CSCsg79558—When DDoS peacetime learning is active on a GSS serving DNS requests, the GSS becomes disabled immediately after it executes the show ddos dproxy command.

CSCsg83182—If you install the same license file on multiple GSSs in a mesh, the primary GSSM should not deregister itself. Instead, it should deregister the other GSSs.

CSCsg83184—After you perform an upgrade from 1.3(3) to 2.0(1), the DNS server on the standby GSSM fails to become operational.

CSCsg84882—After you install the CNR license, the cnr exec mode command fails to execute on the GSS.

CSCsg87046—There are two possible scenarios that may occur here:

The GSS configuration agent (crdirector) restarts while modifying the default global configuration for Fast-rate KAL-AP keepalive configuration. This takes place during performance keepalive testing.

The GUI on the primary GSSM may become unresponsive when any of the GSSs have an unreachable name server.

CSCsg90808—On the GSS, the GSS should forward all A requests that do not match the configured DNS rules to the CNR for processing. This expected behavior does not occur.

CSCsg92588—When acting as a primary name server, the GSS fails to reply with the zone information for a zone transfer request.

CSCsg92636—If a DNS response consists of records in the additional section, DNS requests to the GSS fail to produce a response.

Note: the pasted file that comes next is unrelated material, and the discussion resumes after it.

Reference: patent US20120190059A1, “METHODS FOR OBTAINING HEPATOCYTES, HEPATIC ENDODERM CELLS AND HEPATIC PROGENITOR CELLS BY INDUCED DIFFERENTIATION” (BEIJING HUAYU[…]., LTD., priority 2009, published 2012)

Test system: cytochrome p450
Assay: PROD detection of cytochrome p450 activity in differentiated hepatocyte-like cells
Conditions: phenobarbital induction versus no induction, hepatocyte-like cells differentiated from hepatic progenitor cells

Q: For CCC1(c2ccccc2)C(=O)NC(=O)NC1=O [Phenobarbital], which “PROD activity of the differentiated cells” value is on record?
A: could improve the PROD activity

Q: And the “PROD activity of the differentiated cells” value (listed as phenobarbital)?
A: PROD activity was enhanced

CSCsg97884—The primary GSSM must support a GSS mesh that has license files containing different PAK numbers.

CSCsh12078—The range of acceptable round-trip time (RTT) values has been extended from 50-500 milliseconds (ms) to 50-1500 ms for proximity configuration.

CSCsh14213—After you enter the show tech-support command, only one answer displays in the output despite the fact that multiple answers are configured.

CSCsh30630—After the GSS has been operational for a certain time period, the internal counter monitoring the time that has elapsed since the system was booted can wrap and reset the uptime GSS counter to zero. If this happens, you see the following message in the system log:

KAL-4-SYSCALLERROR[962] call to times() returned an error (ie -1) last message 
repeated x times 

CSCsh53247—When multiple TCP requests are received on the same TCP connection, the GSS fails.

CSCsh53358—GSS name server (NS) keepalives are no longer sent on both the primary and secondary GSSMs when the server sends back incorrect UDP checksums.

CSCsh67603—When queried by the CNR, the following features do not return the correct GSLB answer:

DNS rule with a source address list element other than "Anywhere"

Proximity (both dynamic and static)

Sticky

Boomerang

Balance method Hash

This results in a load-balancing failure of the records in the additional section of a DNS reply.

CSCsh72856—When spoofed DNS requests are sent at the rate of 60 per second and DDoS is enabled, the GSS fails.

CSCsh74448—The GSS fails if you execute the max-database-entries command in config-ddos mode and the GSS is stopped and started.